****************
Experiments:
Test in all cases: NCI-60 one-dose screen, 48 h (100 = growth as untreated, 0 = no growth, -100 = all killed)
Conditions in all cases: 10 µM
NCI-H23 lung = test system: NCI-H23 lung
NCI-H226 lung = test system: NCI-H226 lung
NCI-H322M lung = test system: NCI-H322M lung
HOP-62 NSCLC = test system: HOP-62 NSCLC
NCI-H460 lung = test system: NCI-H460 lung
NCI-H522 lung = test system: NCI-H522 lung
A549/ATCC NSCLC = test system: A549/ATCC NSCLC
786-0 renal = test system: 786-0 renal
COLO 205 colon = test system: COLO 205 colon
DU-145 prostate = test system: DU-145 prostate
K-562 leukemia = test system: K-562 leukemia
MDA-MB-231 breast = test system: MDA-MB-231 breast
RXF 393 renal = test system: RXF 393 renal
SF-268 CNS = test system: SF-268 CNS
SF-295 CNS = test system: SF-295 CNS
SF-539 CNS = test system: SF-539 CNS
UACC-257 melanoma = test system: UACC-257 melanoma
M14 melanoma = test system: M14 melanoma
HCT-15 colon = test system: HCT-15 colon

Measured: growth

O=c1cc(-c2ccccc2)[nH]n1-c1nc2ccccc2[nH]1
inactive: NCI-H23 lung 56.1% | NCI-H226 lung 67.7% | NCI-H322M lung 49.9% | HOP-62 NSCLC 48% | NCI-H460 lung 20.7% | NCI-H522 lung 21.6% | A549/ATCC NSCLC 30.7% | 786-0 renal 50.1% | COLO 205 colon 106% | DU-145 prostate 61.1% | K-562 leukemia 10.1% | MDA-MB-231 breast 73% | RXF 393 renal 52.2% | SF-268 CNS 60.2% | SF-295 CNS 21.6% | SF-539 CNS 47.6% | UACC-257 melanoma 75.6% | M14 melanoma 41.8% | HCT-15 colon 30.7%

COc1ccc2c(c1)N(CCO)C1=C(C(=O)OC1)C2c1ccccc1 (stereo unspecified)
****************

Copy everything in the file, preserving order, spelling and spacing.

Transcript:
Experiments:
Test in all cases: NCI-60 one-dose screen, 48 h (100 = growth as untreated, 0 = no growth, -100 = all killed)
Conditions in all cases: 10 µM
NCI-H23 lung = test system: NCI-H23 lung
NCI-H226 lung = test system: NCI-H226 lung
NCI-H322M lung = test system: NCI-H322M lung
HOP-62 NSCLC = test system: HOP-62 NSCLC
NCI-H460 lung = test system: NCI-H460 lung
NCI-H522 lung = test system: NCI-H522 lung
A549/ATCC NSCLC = test system: A549/ATCC NSCLC
786-0 renal = test system: 786-0 renal
COLO 205 colon = test system: COLO 205 colon
DU-145 prostate = test system: DU-145 prostate
K-562 leukemia = test system: K-562 leukemia
MDA-MB-231 breast = test system: MDA-MB-231 breast
RXF 393 renal = test system: RXF 393 renal
SF-268 CNS = test system: SF-268 CNS
SF-295 CNS = test system: SF-295 CNS
SF-539 CNS = test system: SF-539 CNS
UACC-257 melanoma = test system: UACC-257 melanoma
M14 melanoma = test system: M14 melanoma
HCT-15 colon = test system: HCT-15 colon

Measured: growth

O=c1cc(-c2ccccc2)[nH]n1-c1nc2ccccc2[nH]1
inactive: NCI-H23 lung 56.1% | NCI-H226 lung 67.7% | NCI-H322M lung 49.9% | HOP-62 NSCLC 48% | NCI-H460 lung 20.7% | NCI-H522 lung 21.6% | A549/ATCC NSCLC 30.7% | 786-0 renal 50.1% | COLO 205 colon 106% | DU-145 prostate 61.1% | K-562 leukemia 10.1% | MDA-MB-231 breast 73% | RXF 393 renal 52.2% | SF-268 CNS 60.2% | SF-295 CNS 21.6% | SF-539 CNS 47.6% | UACC-257 melanoma 75.6% | M14 melanoma 41.8% | HCT-15 colon 30.7%

COc1ccc2c(c1)N(CCO)C1=C(C(=O)OC1)C2c1ccccc1 (stereo unspecified)